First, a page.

| Quite the adventure in the HCW
RT Mileage - ~ 28 miles
Group - Kiefer, Sean, Pete and I
Elevation ~ 8,000ft (give or take 500ft)
Ski season over, it was time for some spring climbs. Kiefer, in preparation for his Denali trip next month, had been eyeing a challenging winter/spring route for some time. Having made an attempt at Holy Cross last winter with his climbing friend, Glen, it sounded each time we spoke, he was eager to get back up there. Sean (sstraus on this site), Pete, myself and Kiefer all met up at the T-Rex lot Monday afternoon, packed up the Jeep and made our way for the Tigiwon Rd. Sean was nice enough to drive his grand cherokee and we smushed our 4 monster packs in his ride for the drive to Minturn.
We arrived at the 7,900 ft TH around 5pm, which proved to be a tad late for an evening approach, especially for a route of this nature in this time of season. With darkness approaching and the heavy packs weighing us down, we opted to camp out at the Community House with dinner preparations and firewood assembled with the fading sunset.
Our hike up the road, fortunately the road was packed down due to NOVA Guide snowmobile tours
Our view from our campsite
We all slept very well that night and woke up around 5am. This would prove, as the day wore on, to be the biggest mistake of the trip, but experience and hindsight gained and another lesson learned. A 5am start may work on a mountain other than Holy Cross, but we all agreed, given our camp elevation, group size, knowledge of the route and length of the route, an earlier start would've given us a much better chance to summit. Nonetheless, it was a great tour of the Holy Cross Wilderness at the very "least" and a seldom visited region this type of year, not to mention a brutal workout.
Anyways, back to the climb. We reached the summer TH around 8am, about an hour and 15 minutes from our departure from the community house. We put on our snowshoes and made our way for Halfmoon Pass at 11,640 or so feet. After a steady 1500 feet of consistent climbing, we reached the pass around 9am, with a decent view of our route for the day and not a cloud in the sky, nor wind.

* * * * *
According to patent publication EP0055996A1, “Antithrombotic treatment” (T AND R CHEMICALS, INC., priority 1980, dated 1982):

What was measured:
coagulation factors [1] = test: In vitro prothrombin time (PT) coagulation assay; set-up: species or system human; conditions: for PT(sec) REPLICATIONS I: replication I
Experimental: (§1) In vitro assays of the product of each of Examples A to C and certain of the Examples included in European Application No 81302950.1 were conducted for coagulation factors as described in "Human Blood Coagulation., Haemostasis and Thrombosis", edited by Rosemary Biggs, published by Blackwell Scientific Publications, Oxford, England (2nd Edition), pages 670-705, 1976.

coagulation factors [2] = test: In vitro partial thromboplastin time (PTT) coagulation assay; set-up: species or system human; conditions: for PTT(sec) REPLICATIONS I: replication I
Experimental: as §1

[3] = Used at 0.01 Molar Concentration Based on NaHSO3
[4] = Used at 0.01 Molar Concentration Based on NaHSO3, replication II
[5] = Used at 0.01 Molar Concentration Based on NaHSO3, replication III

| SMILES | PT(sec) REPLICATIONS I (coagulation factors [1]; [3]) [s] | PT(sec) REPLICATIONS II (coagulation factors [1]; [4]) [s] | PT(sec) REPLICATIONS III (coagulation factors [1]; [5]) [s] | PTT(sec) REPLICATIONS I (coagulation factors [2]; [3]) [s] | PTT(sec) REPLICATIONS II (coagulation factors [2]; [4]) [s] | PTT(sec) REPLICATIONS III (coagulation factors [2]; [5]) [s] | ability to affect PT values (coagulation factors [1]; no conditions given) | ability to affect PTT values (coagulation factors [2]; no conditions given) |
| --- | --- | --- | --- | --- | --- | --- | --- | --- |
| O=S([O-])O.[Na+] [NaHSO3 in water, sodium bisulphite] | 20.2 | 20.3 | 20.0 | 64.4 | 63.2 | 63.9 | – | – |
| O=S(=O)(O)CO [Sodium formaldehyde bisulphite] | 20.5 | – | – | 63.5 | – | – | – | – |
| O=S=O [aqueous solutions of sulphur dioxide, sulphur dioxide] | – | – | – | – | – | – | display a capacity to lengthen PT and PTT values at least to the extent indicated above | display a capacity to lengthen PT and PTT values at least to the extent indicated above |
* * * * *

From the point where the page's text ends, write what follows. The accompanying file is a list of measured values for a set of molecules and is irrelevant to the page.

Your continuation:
Ascending towards Half Moon
Our view of the route to the North Ridge, as well as one of the few avy prone sections along Notch Mtn's North slopes
From reading Steve Gladbach's report as well as Dawson's winter description regarding the descent/ascent from Half Moon Pass into the creek, we knew this was going to be the crux of the route. Steve mentioned postholing through sugar on the way back up after his recon the night before summit day and Dawson simply telling the climber to "persevere". Kiefer kept stressing the difficulty of this section and none of us really grasped this until we were in the thick of the basin.
As we were passing along the north slopes of Notch, spread apart as much as possible, we got our first glimpse of our objective...
It was a tad demoralizing, given its distance from our locations, but mesmerizing and awe inspiring at the same time. This is an incredible mountain, I could instantly see Kiefer's draw to its appeal.
We travelled quickly across the snowfield of Notch's northern slopes with no signs of concern and reached the dreaded start of our descent into the basin below. Kiefer found a nice vantage point to assess the slope and was able to find a grove of small aspens with a mellower slope than the cliffed out, steep slopes surrounding us. There was a decent amount of slipping and postholing involved, but we were able to navigate our way to the basin floor in an efficient matter of time. According to Pete's altimeter watch, we had descended well over 1,000 feet down into the creek. Accurate or not, we felt we had lost a lot of our previous efforts from the past couple hours and this was even more demoralizing. As a group, we did a solid job of keeping the mood at ease and trying to keep our minds off the grueling task at hand.
Here was a noticeable landmark while navigating through the creek
At this point, Pete had been sweating perfusely and used up 75% of his water for the day. Kiefer was running low as well, but having climbed with him many times before, I knew he was unlike most humans and could survive and climb just as strong with minimal intake, he's just fortunate in that way. Sean and I had the most and elected to brake trail for a little while. We were able to navigate our way through the trees in a southwesterly direction towards what we thought was the bse of Holy Cross' North Ridge. We overshot our objective a tad to the West and came face to face with a very open snowfield on its western slopes.
Our view towards the ridge